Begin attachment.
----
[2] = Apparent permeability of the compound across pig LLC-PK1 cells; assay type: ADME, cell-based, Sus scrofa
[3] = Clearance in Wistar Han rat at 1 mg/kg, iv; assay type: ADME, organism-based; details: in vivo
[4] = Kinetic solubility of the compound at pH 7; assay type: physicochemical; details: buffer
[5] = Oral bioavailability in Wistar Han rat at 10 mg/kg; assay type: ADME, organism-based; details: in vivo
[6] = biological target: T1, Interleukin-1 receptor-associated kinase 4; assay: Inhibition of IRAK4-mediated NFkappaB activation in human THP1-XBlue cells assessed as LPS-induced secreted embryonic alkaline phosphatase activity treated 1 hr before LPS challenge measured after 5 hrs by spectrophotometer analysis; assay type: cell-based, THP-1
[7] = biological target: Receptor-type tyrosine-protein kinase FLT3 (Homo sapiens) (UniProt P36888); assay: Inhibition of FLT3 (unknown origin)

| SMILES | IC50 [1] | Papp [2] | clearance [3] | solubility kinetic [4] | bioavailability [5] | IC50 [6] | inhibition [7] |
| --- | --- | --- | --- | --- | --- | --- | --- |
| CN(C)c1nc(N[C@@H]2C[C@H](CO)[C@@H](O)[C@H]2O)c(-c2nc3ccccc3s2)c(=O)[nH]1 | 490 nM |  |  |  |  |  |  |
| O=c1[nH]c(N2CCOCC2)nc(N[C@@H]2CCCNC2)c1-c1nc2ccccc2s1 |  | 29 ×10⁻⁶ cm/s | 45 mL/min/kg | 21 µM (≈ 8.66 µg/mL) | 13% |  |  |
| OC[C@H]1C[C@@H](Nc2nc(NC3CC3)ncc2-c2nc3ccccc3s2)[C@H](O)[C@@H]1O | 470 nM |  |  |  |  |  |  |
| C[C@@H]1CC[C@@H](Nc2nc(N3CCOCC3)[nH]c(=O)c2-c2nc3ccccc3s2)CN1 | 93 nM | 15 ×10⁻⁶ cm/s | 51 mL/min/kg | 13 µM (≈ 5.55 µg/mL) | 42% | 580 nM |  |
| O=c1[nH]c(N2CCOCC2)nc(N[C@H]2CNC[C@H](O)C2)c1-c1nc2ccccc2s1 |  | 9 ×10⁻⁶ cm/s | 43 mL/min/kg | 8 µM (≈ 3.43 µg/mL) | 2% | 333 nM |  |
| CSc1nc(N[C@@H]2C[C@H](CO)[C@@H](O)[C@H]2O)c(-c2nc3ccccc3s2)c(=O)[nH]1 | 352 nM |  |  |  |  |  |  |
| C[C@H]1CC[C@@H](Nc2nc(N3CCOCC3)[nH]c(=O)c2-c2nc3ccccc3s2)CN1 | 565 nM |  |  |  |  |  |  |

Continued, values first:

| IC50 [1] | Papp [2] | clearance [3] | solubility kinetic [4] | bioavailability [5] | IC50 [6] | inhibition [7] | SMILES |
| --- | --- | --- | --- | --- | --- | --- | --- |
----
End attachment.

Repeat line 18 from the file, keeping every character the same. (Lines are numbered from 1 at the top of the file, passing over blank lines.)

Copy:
| --- | --- | --- | --- | --- | --- | --- | --- |